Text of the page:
Why All Churches Should Address Depression And Anxiety

It’s no secret that my past  was ridden with mental health issues—ones that kept me from wanting to live for much of my teenage life. I’m very vocal about this truth, and I will continue to be as along as my story may have an impact on others who need to hear it. And while I do believe today’s church is doing better at addressing the issue that is mental health, I believe there can be so much more done than what is currently taking place in regards to depression and anxiety. Let me explain.

I never tried to take my own life in my younger years, but I frequently found myself googling painless ways to commit suicide, and really had no remorse once finding what I was looking for. It was a sad state to be in. The reality is that my life was infected with the burden of depression and anxiety, and the only places I could find reliable information from were not churches in my local area. Why? Because mental illness wasn’t really talked about.

I felt as if all the “Christian” resources were outdated, and really didn’t address the fact that taking medication was okay in the eyes of God. There really wasn’t much information at all. It was as if all the answers I was finding were suggesting that I just needed more faith. Seriously? The last thing someone contemplating suicide wants to here is, “Just have faith.” I understand that Jesus has the power to conquer anything that comes in my way, but please don’t throw Christians cliché’s at me. I wanted real, authentic and practical information, and I assume there are millions in this world who would want the same. It’s what Jesus would have done.

I really wanted to find help in the church, but there were no ministries or non-profits working within the walls of local congregations that I could reach. All the counseling and help I received came years after I actually needed it, and it was found in the secrecy of a local medical facility, not a church—where it should have been all along.

Mind you, the church has come a long ways since my teenage years in regards to helping those with mental illness, but I believe we can still do a lot more.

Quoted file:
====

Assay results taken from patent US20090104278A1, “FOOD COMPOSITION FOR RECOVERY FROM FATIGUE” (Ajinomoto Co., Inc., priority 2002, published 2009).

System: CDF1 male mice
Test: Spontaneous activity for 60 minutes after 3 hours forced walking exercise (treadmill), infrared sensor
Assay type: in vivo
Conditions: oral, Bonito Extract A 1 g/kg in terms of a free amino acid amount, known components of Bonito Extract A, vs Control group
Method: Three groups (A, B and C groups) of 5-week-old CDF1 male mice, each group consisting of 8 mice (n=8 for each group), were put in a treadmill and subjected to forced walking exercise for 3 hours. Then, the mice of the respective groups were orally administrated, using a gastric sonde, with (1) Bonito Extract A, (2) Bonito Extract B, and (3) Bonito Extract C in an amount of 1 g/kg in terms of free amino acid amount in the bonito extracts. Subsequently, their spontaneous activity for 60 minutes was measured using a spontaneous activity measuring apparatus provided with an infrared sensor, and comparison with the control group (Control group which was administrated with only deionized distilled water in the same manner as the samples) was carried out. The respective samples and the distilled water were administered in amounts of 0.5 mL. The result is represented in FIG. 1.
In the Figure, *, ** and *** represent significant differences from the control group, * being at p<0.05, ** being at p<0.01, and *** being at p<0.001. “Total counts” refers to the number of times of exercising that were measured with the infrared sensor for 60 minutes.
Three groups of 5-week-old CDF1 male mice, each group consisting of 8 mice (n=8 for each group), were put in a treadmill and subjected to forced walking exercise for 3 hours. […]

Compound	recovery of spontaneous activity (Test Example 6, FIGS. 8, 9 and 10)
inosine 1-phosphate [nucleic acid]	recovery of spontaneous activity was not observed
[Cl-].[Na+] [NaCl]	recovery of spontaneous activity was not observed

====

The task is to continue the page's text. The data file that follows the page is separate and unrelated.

Some Statistics

1. Over 80% of people who are clinically depressed are not receiving treatment. 

2. The number of people diagnosed with depression increases by 30% every year. 

3. An estimated 121 million people around the world suffer from depression. 

4. In 2013 41,149 suicides were reported, making suicide the 10th leading cause of death for Americans

5. In 2013 someone died by suicide every 12.8 minutes.

We Need The Church

“Cast all your anxiety on him because he cares for you.”—1 Peter 5:7

Here’s the thing… I understand that there is importance to seeing what many would call a “professional” in the field of mental health issues, but this doesn’t mean that the local church shouldn’t be prioritizing leadership roles and ministry efforts to help those who deal with these issues. I understand that not all churches lack in this area, but I bet there are more who do than don’t.

My wife and I have met with and counseled dozens of young people over the last year, all sharing with us the brutal battle that is taking place within their souls. Suicide attempts, cutting, depression, and anxiety are just the beginning of what these young people were facing.

We NEED the church to step up in its efforts to be more vocal in regards to mental illness. Whether that be through a sermon series, free resources, creating non-profits or even a cultivating a designated year-long ministry. Regardless, the church should be at the front-lines of this battle. People need a safe place where they can be honest and transparent with what they are going through.